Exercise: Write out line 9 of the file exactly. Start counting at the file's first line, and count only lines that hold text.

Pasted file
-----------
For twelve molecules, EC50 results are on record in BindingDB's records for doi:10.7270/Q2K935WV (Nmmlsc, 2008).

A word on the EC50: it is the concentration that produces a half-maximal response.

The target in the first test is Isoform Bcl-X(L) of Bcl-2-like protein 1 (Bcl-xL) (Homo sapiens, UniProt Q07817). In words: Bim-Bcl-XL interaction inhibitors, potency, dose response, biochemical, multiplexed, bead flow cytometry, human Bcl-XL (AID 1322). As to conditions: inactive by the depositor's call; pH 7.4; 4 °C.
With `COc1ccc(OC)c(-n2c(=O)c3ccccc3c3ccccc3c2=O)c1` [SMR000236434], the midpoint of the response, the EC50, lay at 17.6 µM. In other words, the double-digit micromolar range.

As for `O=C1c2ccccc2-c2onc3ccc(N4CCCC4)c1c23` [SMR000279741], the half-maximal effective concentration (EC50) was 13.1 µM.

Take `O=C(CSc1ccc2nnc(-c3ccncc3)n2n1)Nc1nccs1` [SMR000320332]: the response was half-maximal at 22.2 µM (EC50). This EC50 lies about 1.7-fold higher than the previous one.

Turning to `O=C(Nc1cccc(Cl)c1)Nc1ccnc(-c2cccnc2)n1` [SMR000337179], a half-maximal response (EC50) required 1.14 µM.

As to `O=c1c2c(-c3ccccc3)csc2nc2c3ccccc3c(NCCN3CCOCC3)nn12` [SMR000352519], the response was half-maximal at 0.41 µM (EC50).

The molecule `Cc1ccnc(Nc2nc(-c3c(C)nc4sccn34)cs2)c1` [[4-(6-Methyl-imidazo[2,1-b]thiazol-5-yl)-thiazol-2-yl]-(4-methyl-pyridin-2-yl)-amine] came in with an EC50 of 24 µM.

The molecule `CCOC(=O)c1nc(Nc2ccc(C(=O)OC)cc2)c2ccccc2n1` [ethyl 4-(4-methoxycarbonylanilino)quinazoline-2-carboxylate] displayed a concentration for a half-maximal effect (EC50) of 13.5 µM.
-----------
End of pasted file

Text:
The molecule `Cc1ccnc(Nc2nc(-c3c(C)nc4sccn34)cs2)c1` [[4-(6-Methyl-imidazo[2,1-b]thiazol-5-yl)-thiazol-2-yl]-(4-methyl-pyridin-2-yl)-amine] came in with an EC50 of 24 µM.